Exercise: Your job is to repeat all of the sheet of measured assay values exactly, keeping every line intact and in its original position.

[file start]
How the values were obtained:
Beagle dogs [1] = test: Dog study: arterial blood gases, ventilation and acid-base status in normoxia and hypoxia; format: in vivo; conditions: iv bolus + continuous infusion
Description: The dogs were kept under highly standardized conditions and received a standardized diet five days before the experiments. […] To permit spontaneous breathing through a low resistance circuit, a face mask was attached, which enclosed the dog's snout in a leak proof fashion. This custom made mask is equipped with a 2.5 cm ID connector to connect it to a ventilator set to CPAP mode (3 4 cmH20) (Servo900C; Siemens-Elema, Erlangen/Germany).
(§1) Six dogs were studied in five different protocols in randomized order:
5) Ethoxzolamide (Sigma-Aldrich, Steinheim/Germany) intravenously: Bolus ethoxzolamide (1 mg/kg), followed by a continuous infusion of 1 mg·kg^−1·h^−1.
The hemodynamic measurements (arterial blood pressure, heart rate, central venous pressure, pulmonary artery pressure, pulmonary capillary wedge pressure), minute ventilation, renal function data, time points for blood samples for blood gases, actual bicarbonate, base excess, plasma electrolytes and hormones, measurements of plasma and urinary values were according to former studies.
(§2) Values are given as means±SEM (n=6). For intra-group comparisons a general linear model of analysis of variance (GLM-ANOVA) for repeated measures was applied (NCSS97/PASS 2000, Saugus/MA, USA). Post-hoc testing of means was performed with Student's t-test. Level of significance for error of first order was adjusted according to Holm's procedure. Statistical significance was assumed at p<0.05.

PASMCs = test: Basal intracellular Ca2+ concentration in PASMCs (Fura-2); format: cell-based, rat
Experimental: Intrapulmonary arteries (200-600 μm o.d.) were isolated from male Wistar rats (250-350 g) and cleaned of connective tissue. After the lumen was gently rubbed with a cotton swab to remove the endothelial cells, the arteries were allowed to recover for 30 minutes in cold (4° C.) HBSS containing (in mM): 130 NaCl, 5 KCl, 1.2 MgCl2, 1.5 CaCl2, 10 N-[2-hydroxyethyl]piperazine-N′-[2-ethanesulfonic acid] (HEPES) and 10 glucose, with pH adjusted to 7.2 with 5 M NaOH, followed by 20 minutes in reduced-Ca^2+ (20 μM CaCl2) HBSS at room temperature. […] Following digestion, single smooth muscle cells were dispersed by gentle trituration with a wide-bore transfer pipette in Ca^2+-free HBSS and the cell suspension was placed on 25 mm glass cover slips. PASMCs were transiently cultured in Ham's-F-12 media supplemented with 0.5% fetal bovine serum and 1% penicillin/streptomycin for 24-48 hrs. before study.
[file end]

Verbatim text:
How the values were obtained:
Beagle dogs [1] = test: Dog study: arterial blood gases, ventilation and acid-base status in normoxia and hypoxia; format: in vivo; conditions: iv bolus + continuous infusion
Description: The dogs were kept under highly standardized conditions and received a standardized diet five days before the experiments. […] To permit spontaneous breathing through a low resistance circuit, a face mask was attached, which enclosed the dog's snout in a leak proof fashion. This custom made mask is equipped with a 2.5 cm ID connector to connect it to a ventilator set to CPAP mode (3 4 cmH20) (Servo900C; Siemens-Elema, Erlangen/Germany).
(§1) Six dogs were studied in five different protocols in randomized order:
5) Ethoxzolamide (Sigma-Aldrich, Steinheim/Germany) intravenously: Bolus ethoxzolamide (1 mg/kg), followed by a continuous infusion of 1 mg·kg^−1·h^−1.
The hemodynamic measurements (arterial blood pressure, heart rate, central venous pressure, pulmonary artery pressure, pulmonary capillary wedge pressure), minute ventilation, renal function data, time points for blood samples for blood gases, actual bicarbonate, base excess, plasma electrolytes and hormones, measurements of plasma and urinary values were according to former studies.
(§2) Values are given as means±SEM (n=6). For intra-group comparisons a general linear model of analysis of variance (GLM-ANOVA) for repeated measures was applied (NCSS97/PASS 2000, Saugus/MA, USA). Post-hoc testing of means was performed with Student's t-test. Level of significance for error of first order was adjusted according to Holm's procedure. Statistical significance was assumed at p<0.05.

PASMCs = test: Basal intracellular Ca2+ concentration in PASMCs (Fura-2); format: cell-based, rat
Experimental: Intrapulmonary arteries (200-600 μm o.d.) were isolated from male Wistar rats (250-350 g) and cleaned of connective tissue. After the lumen was gently rubbed with a cotton swab to remove the endothelial cells, the arteries were allowed to recover for 30 minutes in cold (4° C.) HBSS containing (in mM): 130 NaCl, 5 KCl, 1.2 MgCl2, 1.5 CaCl2, 10 N-[2-hydroxyethyl]piperazine-N′-[2-ethanesulfonic acid] (HEPES) and 10 glucose, with pH adjusted to 7.2 with 5 M NaOH, followed by 20 minutes in reduced-Ca^2+ (20 μM CaCl2) HBSS at room temperature. […] Following digestion, single smooth muscle cells were dispersed by gentle trituration with a wide-bore transfer pipette in Ca^2+-free HBSS and the cell suspension was placed on 25 mm glass cover slips. PASMCs were transiently cultured in Ham's-F-12 media supplemented with 0.5% fetal bovine serum and 1% penicillin/streptomycin for 24-48 hrs. before study.